Who Is Armand C. Hagedoorn, MD, senior physiatrist: my chronicle
Lived and trained all my younger years in Holland. Given the choice what to study, I saw a technical career as well as a medical career as the two possibilities, narrowing it down to aircraft engineering or psychiatry. After 1½ years of intense university training in aircraft engineering I didn’t see myself my whole life designing some minor parts of aircraft in a team of engineers under some layers of bosses; I changed to the study of medicine. Some eleven years later, I graduated as medical specialist in Rehabilitation and Physical Medicine, with special training in Spinal Cord Injury, Head Injury, amputation rehab, neuro rehab, pain management and outpatient rehab.
Just before starting the specialty training, I met the love of my life, in Mexico. We married well within a year (when convinced, no need to linger).
In preparation for our project to set up a private rehab center in Mexico, we were able to go to Saudi-Arabia: an incredible adventure, at almost three years cut short by the Gulf War.
We then set up our own out/inpatient rehab center in Cuernavaca, Mexico: one of its kind, developed completely from scratch; we went from tiny to small, saw all kinds of patients, including devastating accident victims, head injured, para- and tetraplegics, strokes and others; patients from all walks of life, from indigent to richer-than-rich. In the end, we had to let it go: too little (financial) security or future, too much chances for security disasters.
Back to Holland, to safety and to walking a relatively narrow path of regulations and fair limitations: thirteen years of (albeit high- scaled) employee-dom. Earlier, my parents had built their ideal homestead on the Canary Island La Palma.
By the time we returned to the Netherlands, their life had crumbled under a slowly progressing vascular dementia of my mother; they decided to come back to the Netherlands. We all got to experience the well indented but (especially for the free-minded) reductive, socialized elderly care system, and it was not pretty. It all ended in a tragic separation of the two, an equally tragic suicide of my father while my mother lived for ten more years under our intense care.
This is when my idealistic ideas of a better, mostly secondary-preventive education- and training system was born. I founded the Mendel Foundation in 2011; I wrote a bunch of articles, devising the systematics, giving talks, and more recently I made several You-Tubes. It found no real resonance, really, to date.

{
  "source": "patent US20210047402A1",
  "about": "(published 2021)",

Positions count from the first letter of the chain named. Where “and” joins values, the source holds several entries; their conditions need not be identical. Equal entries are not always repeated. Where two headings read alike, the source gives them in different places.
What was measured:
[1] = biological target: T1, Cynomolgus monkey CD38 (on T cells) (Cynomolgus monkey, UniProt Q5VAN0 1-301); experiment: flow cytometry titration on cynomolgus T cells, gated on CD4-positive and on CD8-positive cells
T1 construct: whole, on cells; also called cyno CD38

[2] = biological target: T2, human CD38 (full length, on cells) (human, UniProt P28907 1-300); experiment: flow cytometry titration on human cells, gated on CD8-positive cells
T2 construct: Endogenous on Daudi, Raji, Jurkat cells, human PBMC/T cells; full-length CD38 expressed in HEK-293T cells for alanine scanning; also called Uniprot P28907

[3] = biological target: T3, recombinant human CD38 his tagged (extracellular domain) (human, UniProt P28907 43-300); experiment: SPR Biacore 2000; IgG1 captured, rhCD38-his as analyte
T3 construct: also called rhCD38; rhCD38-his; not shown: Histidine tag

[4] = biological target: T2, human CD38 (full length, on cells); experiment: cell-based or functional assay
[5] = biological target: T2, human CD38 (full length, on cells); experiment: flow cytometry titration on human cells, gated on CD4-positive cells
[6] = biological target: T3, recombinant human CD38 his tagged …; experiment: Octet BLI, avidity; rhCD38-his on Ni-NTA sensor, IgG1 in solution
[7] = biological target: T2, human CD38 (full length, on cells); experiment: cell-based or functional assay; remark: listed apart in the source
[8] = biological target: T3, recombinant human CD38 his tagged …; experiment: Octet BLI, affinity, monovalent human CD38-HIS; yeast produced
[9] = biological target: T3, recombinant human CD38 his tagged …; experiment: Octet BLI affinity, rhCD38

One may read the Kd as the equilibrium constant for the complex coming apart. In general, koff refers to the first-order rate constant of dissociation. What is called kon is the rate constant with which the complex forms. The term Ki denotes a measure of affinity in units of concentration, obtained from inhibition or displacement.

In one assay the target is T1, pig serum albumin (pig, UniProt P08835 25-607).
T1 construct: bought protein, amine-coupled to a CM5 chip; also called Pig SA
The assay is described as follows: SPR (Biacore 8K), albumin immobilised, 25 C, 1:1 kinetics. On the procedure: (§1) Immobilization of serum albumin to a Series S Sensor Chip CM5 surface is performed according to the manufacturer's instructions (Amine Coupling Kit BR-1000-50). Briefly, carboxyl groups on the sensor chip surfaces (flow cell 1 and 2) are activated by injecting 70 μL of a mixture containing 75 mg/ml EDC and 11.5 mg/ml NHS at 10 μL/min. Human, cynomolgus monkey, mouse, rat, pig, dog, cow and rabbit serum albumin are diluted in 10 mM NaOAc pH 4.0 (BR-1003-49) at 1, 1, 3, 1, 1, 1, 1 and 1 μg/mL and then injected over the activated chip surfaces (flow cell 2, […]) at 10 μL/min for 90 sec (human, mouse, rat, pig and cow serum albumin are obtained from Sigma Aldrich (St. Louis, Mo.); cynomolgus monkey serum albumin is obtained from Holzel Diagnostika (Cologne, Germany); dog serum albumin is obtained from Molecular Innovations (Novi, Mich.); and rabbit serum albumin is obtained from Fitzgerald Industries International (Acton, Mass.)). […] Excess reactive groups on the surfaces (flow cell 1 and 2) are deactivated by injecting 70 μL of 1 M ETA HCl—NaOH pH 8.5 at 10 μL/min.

With one nice exception: under the Mendel-banner I was thrilled to help and develop a really new way of practicing outpatient rehab in the Netherlands. We developed small, close-at-home, truly interdisciplinary rehab centers out of large physical therapy centers: all in all, some seventeen of them. The first few were named “Mendel Rehab Centers”.
It was so beautiful and gratifying to see all these teams develop, ripen and flourish; all delivering beautifully effective and patient-empowering rehab, largely for complex problems like post-stroke and -injury, chronic pain, degenerative ailments. To date, we help so many patients bounce back, once they learn to respect their limits and correct their course in life.
We, as a family, consider ourselves incredibly fortunate to really live in three different “worlds”: the neat, structured, safe world of the Netherlands; the indescribable optimistic, abundant and free-for-all USA; and the colorful, culture-strife and extremes-abundant Mexico with all its warmth, cultures, flavors and wealth.
What a wonderful challenge to try and develop systematics “to get real old, real well” for all three worlds!
So far, all of the Mendel Foundation and its aspirations has been extremely low-budget, smaller-than-small scaled, a team of one and a very few supporters; lots of ideas and initiatives. Clearly, I have no knack for setting up an expanding team or firing up the dynamics to have it all take flight – yet.
Recently, especially after developing undeniable borderline hypertension and feeling fairly lost after retiring myself, I decided to put all I know so far and all the new knowledge of not-so conventional medicine I learned in the past few years, to the test: to really “walk the talk”.
And Boy, oh Boy: what a happy surprise this brought me!
I am Happy, Grateful, Puzzled, Excited, Fearful, in short, Blissed…
…to tell you about my current state of health:
- Zero overweight
- Zero prescription medications, zero “medical issues”
- No pains that limit me
- Rigorous exercise 90+ mins every day
- Eating two unlimited colorful, tasteful and delicious meals per day
- Drink what I desire
- Sleep like a rose, Wake refreshed and joyful
- I am in my seventieth’ year; biological age between 34 and 46 (depending on the questionnaire) …
- I am profoundly fortunate and grateful to describe myself as highly energetic, warm, sensitive, positive, optimistic; sticky for the positive & Teflon for the negative; fearless and productive; a natural team player, here enjoy and to be of service.
On a mission: lets’ HealthDance!